Starost(a) (Cyrillic: старост/а, Latin: capitaneus, German: Starost) is a title for an official or unofficial position of leadership that has been used in various contexts through most of Slavic history. It can be translated as "senior" or "elder", from the Slavic root star-, "old". The territory administered by a starosta was called starostwo.
In the early Middle Ages, the starosta was the head of a Slavic community or several other communities like: church starosta, artel starosta, etc. He also was the master of ceremonies in the traditional Carpatho-Rusyn, Ukrainian, and Polish weddings.
From the 14th century in the Polish Crown, and later through the era of the joint state of Polish-Lithuanian Commonwealth till the partitions of Poland in 1795, the starosta was a royal official. His deputy was known as podstarości. There were several types of starosta:
- Starosta Generalny was the administrative official of a specific territorial unit: either the representative of the King or Grand Duke or a person directly in charge.
- Starosta Grodowy was a county-(powiat-)level official responsible for fiscal duties, police and courts, and also the one responsible for the execution of judicial verdicts.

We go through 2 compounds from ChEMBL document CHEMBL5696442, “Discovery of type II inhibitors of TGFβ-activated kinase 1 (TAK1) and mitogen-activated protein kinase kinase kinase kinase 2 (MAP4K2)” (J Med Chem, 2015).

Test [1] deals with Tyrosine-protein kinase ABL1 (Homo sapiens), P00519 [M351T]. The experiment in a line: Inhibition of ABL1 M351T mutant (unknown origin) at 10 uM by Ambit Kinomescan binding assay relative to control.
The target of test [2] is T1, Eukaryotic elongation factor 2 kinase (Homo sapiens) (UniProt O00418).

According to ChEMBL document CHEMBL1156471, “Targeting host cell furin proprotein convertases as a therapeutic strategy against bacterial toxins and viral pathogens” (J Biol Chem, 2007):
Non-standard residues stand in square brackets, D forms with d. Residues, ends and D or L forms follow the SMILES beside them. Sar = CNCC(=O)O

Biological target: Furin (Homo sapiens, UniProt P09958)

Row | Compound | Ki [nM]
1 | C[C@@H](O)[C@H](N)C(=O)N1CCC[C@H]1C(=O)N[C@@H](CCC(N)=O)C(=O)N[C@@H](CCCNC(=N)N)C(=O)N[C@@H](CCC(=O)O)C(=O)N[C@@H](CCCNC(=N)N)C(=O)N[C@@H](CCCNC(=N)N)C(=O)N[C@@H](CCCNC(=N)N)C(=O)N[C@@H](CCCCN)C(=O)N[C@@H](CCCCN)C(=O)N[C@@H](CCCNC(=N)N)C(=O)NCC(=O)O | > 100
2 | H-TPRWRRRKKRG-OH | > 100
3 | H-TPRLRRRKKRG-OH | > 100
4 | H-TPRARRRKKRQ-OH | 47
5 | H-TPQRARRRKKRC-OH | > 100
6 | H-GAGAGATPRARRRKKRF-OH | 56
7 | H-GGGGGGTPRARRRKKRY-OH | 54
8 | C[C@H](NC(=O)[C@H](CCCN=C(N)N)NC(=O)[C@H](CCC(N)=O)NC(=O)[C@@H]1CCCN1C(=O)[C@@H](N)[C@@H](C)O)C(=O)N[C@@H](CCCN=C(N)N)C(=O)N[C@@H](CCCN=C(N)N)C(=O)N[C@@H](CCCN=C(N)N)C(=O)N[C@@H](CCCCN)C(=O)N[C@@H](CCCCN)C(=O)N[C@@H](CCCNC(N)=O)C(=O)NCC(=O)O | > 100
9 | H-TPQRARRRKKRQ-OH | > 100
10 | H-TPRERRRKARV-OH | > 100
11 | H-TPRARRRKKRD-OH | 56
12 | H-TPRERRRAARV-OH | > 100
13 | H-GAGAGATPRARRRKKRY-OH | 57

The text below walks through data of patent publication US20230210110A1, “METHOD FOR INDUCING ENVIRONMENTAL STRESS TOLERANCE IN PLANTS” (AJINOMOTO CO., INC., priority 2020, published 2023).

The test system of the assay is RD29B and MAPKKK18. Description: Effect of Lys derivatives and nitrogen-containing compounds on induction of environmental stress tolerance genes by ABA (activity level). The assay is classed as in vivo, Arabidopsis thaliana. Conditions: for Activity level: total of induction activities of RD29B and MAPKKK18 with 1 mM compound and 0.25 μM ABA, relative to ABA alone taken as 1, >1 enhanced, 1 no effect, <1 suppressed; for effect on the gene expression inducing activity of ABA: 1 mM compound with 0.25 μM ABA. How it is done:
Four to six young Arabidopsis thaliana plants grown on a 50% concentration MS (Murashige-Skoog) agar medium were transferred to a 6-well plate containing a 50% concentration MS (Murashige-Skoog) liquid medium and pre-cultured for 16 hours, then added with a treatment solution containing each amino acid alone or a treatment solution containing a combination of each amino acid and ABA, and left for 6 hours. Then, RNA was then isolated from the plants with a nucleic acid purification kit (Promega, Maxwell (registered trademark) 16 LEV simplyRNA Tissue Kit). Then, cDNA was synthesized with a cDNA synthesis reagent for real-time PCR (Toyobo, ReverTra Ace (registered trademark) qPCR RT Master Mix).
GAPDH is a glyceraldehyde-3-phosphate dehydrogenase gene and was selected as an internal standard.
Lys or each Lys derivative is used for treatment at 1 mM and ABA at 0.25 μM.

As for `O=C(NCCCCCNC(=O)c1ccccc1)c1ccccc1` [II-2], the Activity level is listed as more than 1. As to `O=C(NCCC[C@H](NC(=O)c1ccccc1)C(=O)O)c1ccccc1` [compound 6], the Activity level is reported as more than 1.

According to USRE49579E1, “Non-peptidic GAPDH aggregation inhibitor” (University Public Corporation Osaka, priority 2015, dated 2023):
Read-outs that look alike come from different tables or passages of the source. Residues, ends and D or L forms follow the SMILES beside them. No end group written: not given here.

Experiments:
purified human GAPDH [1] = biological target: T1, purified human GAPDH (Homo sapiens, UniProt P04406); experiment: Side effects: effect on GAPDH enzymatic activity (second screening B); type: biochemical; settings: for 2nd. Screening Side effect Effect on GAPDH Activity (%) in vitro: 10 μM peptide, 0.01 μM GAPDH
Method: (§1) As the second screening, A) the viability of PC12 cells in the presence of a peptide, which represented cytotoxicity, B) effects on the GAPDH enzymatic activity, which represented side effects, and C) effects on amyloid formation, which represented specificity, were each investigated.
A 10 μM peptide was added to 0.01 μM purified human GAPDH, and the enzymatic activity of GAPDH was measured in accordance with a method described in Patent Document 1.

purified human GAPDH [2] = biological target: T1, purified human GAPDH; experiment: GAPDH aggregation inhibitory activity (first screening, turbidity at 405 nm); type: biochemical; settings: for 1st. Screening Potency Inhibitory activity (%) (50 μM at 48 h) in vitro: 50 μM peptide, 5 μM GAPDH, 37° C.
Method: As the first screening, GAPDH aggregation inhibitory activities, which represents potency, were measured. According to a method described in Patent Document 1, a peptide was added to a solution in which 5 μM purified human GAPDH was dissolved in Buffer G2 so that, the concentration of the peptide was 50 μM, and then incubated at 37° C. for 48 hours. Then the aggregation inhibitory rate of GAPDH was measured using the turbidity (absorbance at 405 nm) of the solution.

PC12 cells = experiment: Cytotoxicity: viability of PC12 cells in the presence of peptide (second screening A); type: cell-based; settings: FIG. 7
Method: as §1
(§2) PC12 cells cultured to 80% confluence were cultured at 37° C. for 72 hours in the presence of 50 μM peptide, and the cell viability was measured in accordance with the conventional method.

- Starosta Niegrodowy was the overseer of the Crown lands.
Between 1918 and 1939 and 1944–1950, the starosta was the head of county (powiat) administration, subordinate to the voivode. Since the local government reforms, which came into effect on 1 January 1999, the starosta is the head of the county (powiat) executive (zarząd powiatu), and the head of the county administration (starostwo powiatowe), being elected by the county council (rada powiatu).
In other countries
- In Ruthenia (Kievan Rus) it was a lower government official.
- In the Czech Republic and Slovakia, starosta is the title of a mayor of a town or village (mayors of major cities use the title primátor).
- In Lithuania since 1991, starosta (Lithuanian: seniūnas) is the title of the head of a province.
- In Galicia and Bukovina under Austrian rule a starosta supervised the county administration.
- In Russia the word was used until the early 20th century to denote the elected leader of obshchina.
- In Ukraine during 1918 it was a post of an appointed official who represented the central government in regions.
- This article incorporates information from the revision as of 23 January 2006 of the equivalent article on the Polish Wikipedia.
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